Some things never change, no matter how time marches on through the ages.
A hot beverage always tastes just right on a crisp fall morning.
The Lord's faithfulness continues through all generations.
Oh, and kids always like to play knights and princesses.
Okay, of course there are exceptions (at least to the last one, right?), but for the most part, ever since the Middle Ages brought about that vision of a courageous knight in shining armor and the elegantly adorned lady, castles and royalty have captured the imaginations of little ones.
Knight and princess costumes dominate dress-up closets and costume sale racks. Swords and shields have remained favorite play props for centuries. Visiting a castle is a dream in the hearts of nearly every little girl.
Why? What is it about this particular bygone era that so ravishes our children?
I would venture to say that it has something to do with three things very close to Veritas Academy's heart: truth, beauty, and goodness.
These transcendentals connect much of what we seek to instill here at Veritas; they are the focus of our vision statement, and often cited in Classical Christian Education as a cornerstone of what we do and how we teach.
If you desire those virtues in your child's life, then encouraging and expanding on their knights and royalty play is one great way to do it. Our Kindergarten Masquerade Party is just one example of this at work! Yes, the event is centered around their study of the letter "M," with plenty of masque and "M" themes involved from crafts to food, but it's all wrapped up into an elegant (well, as elegant as kindergartners can be), beautiful, and special ceremony in their castle-centered classroom. During this class event, our head of school arrives dressed in kingly garb, gives a charge of honor and godliness to the young pupils, and then "dubs" each girl and boy with a new "Lady" or "Sir" moniker.
Here are some ways that you can apply knight and princess pretend play to cultivate truth, beauty, and goodness in your children's hearts and lives.
Much of the tradition of knights and royalty in that era of castles and kings relied on adherence to and love for Holy Scripture. For all of the pitfalls that stemmed from the church's control over government at the time (and yes, there were numerous), we can remind our children how a true knight and lady of the castle would have honored God's word, the ultimate Truth.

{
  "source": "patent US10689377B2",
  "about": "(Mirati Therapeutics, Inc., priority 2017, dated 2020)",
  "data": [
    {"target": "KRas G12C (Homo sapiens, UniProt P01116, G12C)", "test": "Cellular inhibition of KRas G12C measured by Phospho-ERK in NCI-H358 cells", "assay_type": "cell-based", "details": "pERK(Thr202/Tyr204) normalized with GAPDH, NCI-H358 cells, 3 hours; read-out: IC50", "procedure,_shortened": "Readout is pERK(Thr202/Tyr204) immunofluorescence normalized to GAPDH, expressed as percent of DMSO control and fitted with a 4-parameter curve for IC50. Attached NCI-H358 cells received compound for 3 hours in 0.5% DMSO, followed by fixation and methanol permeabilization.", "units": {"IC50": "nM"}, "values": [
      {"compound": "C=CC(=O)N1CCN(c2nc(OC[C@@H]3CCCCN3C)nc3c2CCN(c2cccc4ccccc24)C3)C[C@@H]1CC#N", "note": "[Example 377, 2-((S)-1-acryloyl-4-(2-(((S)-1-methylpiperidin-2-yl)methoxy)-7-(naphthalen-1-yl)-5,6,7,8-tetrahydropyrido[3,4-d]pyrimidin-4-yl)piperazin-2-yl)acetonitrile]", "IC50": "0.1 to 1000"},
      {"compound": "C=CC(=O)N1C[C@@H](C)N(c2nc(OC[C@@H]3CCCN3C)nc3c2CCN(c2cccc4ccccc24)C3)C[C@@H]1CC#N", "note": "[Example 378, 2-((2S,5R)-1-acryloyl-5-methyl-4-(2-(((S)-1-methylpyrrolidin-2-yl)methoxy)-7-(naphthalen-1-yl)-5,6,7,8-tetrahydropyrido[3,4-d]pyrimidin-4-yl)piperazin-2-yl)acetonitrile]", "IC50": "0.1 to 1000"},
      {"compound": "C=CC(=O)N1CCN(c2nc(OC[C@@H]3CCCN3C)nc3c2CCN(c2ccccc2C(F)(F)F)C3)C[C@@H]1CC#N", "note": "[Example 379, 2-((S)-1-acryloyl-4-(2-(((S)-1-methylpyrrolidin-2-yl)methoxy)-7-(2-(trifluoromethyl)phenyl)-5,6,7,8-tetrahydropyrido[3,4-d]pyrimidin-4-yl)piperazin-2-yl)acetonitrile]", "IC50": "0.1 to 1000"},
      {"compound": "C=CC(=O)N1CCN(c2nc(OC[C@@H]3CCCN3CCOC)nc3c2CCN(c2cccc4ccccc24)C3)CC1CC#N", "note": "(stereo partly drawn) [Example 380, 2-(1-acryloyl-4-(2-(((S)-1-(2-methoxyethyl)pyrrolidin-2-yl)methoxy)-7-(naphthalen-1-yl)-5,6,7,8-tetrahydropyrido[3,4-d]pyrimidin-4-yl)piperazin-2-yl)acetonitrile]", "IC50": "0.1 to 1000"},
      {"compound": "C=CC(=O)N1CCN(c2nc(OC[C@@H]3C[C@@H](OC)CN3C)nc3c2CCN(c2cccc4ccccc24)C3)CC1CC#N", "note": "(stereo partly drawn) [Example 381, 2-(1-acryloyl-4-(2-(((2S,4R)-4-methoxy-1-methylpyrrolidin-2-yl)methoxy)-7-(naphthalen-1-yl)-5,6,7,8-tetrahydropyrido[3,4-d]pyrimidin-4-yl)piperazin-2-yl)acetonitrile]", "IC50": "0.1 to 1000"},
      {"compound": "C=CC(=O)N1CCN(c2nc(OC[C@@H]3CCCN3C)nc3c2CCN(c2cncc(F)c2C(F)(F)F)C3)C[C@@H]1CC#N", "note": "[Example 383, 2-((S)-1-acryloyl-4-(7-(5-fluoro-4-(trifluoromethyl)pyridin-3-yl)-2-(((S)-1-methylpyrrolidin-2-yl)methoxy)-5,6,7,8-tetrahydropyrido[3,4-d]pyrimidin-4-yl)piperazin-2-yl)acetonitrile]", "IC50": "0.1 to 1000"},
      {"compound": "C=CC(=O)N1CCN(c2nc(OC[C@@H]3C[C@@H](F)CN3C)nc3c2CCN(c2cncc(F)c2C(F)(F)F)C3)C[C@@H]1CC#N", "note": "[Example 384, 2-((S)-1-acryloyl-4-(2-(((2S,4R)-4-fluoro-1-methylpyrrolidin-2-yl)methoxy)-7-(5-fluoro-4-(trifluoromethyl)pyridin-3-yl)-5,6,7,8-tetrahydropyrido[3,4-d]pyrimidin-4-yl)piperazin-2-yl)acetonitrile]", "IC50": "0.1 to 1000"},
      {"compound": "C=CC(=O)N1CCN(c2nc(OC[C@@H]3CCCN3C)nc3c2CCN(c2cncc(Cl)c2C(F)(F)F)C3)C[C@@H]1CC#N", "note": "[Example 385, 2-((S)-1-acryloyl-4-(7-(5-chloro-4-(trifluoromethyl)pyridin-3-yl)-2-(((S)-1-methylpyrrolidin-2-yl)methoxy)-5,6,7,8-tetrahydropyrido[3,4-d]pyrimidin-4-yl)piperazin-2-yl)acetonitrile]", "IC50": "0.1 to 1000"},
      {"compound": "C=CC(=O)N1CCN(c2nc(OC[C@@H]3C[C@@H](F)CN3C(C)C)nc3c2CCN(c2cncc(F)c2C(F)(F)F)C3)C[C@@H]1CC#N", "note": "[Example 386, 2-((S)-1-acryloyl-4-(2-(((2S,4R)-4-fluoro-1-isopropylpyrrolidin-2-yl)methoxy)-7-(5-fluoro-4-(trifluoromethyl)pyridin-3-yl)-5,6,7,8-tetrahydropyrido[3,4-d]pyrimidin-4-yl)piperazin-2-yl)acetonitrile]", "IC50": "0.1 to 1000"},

Honesty was a mainstay virtue to the knights of old - as of course it remains today. As your children engage in their knightly and princess adventures, you can read to them the oath sworn by the legendary King Arthur in Thomas Mallory's work Le Morte d'Arthur (it's a massive work that our juniors read as part of their Omnibus V curriculum, but this oath can be taken to heart by the little ones, too):
“This is the oath of a Knight of King Arther's Round Table and should be for all of us to take to heart.
I will develop my life for the greater good. I will place character above riches, and concern for others above personal wealth, I will never boast, but cherish humility instead, I will speak the truth at all times, and forever keep my word, I will defend those who cannot defend themselves, I will honor and respect women, and refute sexism in all its guises, I will uphold justice by being fair to all, I will be faithful in love and loyal in friendship, I will abhor scandals and gossip-neither partake nor delight in them, I will be generous to the poor and to those who need help, I will forgive when asked, that my own mistakes will be forgiven, I will live my life with courtesy and honor from this day forward.”
Yes, there are a lot of "big" words and concepts here, but you can use this opportunity to teach some new things to your little knight.
As part of your children's play, a parent can act as the king or queen charging their little knights and ladies to take up their great adventures with this oath. Stage a ceremony where you give your child this oath and have them repeat the lines after you. Additionally, you can print out this knight image with the oath to hang somewhere in his room or at home.
A Valiant Quest
Encourage your little pretenders to always be on a "quest" for truth. The traditional transcendentals of truth, beauty, and goodness each corresponded with the three ideals of human interest, with truth analogous to science. Science can be applied not only to chemistry, biology, and physics, but simply a desire to seek out the truth behind what we see. With God's Word as our guide, we can spur our ever-curious children on to uncover what is true - in history, science, and even in their day-to-day lives with friends, teachers, and others in the community. May our children ever be on a valiant quest for truth.
Come on, it's no secret that one of the biggest factors that draws little girls to princess stories and princess play is a matter of aesthetics. Jewels, lace, flowing fabric, regal splendor...it's all the things that make our littlest ladies' eyes sparkle.
Give your little ones (girls and boys) a chance to embrace and appreciate beauty any opportunity you get. After all, God is not only the creator of all things truly beautiful, but He Himself is the epitome of beauty. As the Psalmist mused: "One thing have I asked of the Lord, that will I seek after: that I may dwell in the house of the Lord all the days of my life, to gaze upon the beauty of the Lord and to inquire in his temple." (Ps. 27:4).